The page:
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By Matthew Nash

Currenlty on view at Gallery Kayafas are two exhibitions of photographs that challenge the stance of the viewer. Amy Montali's large color photographs, and Jess T. Dugan's smaller black-and-white images, each present moments in which the subjects offer something unexpected, perhaps a glimpse into a secret world or a life of tough decisions. They are images that do not always scream for attention, but each creates a private world where the subject and the viewer are carefully intertwined.

Montali's series, simply titled "New Work", offers a collection of private moments and gestures. Each image features a single woman, seemingly caught in the midst of a private moment. The viewer is often left with a sense that they are intruding, or witnessing something that they should not. In September, for example, we catch a glimpse of rainbow-colored panties through a tangle of sunflowers, the face of the subject hidden by a fluttering leaf. Likewise in Slip, we are offered a glimpse of a nude woman bathing, only her shoulder visible through a cracked doorway, seen down a long sunlit hall.

These images are not about photographic moments so much as they are about those times when we feel uncomfortable, when social norms conflict with real life interactions. They are a sampling of those grey areas, when we want to look but know we should look away. Even as her subjects seem so alive and engrossed in their own lives, we feel our presence intruding on their thoughts, their actions. At their best, these images are masterful and subtle, sometimes haunting, or funny, or mundane. They are a view of the life that often happens away from the camera, the moments never recorded for the future, and they ask questions about what we allow ourselves to see.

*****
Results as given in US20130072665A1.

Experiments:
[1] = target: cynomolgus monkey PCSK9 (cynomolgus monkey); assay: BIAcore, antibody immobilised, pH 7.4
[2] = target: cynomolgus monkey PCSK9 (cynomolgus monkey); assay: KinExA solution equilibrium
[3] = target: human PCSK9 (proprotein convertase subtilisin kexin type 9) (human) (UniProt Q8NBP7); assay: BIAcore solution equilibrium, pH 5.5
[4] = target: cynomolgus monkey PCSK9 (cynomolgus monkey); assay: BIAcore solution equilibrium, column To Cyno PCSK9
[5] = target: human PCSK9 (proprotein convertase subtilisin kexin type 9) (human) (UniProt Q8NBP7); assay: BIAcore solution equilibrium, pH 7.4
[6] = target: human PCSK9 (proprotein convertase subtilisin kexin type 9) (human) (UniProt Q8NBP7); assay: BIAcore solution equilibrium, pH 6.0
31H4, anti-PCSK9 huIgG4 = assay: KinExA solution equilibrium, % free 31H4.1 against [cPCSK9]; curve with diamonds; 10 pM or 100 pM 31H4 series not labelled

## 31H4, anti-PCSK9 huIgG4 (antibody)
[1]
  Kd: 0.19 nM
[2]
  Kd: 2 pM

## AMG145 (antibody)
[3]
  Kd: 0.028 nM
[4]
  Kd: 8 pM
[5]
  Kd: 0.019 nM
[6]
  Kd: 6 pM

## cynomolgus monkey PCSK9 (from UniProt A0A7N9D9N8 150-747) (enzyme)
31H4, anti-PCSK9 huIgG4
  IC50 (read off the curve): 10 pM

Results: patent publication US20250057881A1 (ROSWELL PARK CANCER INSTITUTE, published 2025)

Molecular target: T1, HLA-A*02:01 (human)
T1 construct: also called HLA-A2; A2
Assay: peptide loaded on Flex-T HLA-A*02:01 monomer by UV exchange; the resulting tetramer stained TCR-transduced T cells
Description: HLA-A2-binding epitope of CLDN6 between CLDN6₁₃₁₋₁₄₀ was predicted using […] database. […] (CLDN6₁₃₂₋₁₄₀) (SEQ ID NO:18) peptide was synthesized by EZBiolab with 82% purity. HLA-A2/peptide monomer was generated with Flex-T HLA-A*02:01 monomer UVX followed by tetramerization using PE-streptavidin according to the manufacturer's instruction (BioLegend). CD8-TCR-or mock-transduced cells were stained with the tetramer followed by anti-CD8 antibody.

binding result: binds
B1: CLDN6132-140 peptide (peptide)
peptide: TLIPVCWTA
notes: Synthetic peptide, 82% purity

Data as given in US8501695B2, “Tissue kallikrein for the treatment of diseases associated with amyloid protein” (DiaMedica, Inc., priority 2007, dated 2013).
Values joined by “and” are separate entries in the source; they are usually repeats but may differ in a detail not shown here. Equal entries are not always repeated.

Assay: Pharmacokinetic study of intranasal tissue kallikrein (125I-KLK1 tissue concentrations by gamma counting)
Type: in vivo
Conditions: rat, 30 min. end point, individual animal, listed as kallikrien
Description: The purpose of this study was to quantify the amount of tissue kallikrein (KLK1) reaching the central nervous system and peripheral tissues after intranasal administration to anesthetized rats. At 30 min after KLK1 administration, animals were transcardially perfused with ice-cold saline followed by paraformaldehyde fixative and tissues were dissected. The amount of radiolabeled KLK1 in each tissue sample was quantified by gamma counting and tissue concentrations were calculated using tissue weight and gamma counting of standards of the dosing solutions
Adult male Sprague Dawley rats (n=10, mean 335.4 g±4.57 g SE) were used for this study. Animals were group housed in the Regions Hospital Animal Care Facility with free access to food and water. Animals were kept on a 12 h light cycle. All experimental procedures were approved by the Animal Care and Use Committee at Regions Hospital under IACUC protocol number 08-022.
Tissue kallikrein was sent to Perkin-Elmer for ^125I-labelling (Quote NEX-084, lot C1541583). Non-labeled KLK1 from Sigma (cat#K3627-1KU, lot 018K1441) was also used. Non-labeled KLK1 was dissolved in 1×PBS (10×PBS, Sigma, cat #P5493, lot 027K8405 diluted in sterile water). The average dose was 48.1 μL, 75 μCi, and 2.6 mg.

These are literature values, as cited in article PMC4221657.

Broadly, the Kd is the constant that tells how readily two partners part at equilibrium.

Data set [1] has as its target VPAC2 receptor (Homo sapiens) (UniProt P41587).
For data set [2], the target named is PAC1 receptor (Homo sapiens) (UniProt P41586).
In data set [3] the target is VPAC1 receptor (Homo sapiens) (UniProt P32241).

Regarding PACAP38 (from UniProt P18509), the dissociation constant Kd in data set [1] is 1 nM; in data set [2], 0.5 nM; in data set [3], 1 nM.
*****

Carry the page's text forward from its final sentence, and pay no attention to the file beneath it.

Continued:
Dugan's images are also about observational stance, but in quite a different way than Montali. Here portraits consistenly offer a vision of "toughness" that is frequently undercut by the gestures and poses of the characters. In Dad After Work we see Dugan's father in a camoflage Air Force uniform, an image that could be about tough military discipline. Instead, her father looks calm and loving, his shoulders slouched and his face barely fighting back a smile. Hannah In Drag also offers this mix of tough posture and dress, but undercuts that image with a sort of preposterous over-accentuation.

While looking at Dugan's images, I was struck by what a strong presence the photographer had in the work. At first I thought that it was her choice of subjects that was coming through, these people unable to maintain their facade in front of the camera, but I realized that it was Dugan herself that was coaxing this humanity out of these subjects. It takes a careful and thoughtful photographer to help a person feel that they can let their guard down with a large-format camera pointed at them, and in exploring her images it becomes clear that these images are about how people create their personal narratives and hide behind them, and what it takes to get behind those facades and find a human connection.

Amy Montali's "New Work" and Jess T. Dugan's "Rectitude" are both quiet shows, about humanity and personal connection. The pairing of the artists works very well in Kayafas' small gallery, and the two bodies of work are always in conversation with each other. They are shows that require time and patience to appreciate, but are rewarding for the effort.

Gallery Kayafas

"Amy Montali: New Work" & "Jess T. Dugan: Rectitude" are on view September 5 - October 11, 2008 at Gallery Kayafas.

All images are courtesy of the artist and Gallery Kayafas.


About Author

Matthew Nash is the founder of Big Red & Shiny. He is Associate Professor of Photography and New Media at the Art Institute of Boston at Lesley University and was the 2011-12 Chair of the University Faculty Assembly. Nash is half of the artist collaborative Harvey Loves Harvey, who are currently represented by Gallery Kayafas in Boston and have exhibited in numerous venues since 1992.

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